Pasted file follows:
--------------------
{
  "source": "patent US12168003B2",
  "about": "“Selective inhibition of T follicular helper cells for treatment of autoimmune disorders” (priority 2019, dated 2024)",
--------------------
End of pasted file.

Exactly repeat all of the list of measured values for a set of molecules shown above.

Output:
{
  "source": "patent US12168003B2",
  "about": "“Selective inhibition of T follicular helper cells for treatment of autoimmune disorders” (priority 2019, dated 2024)",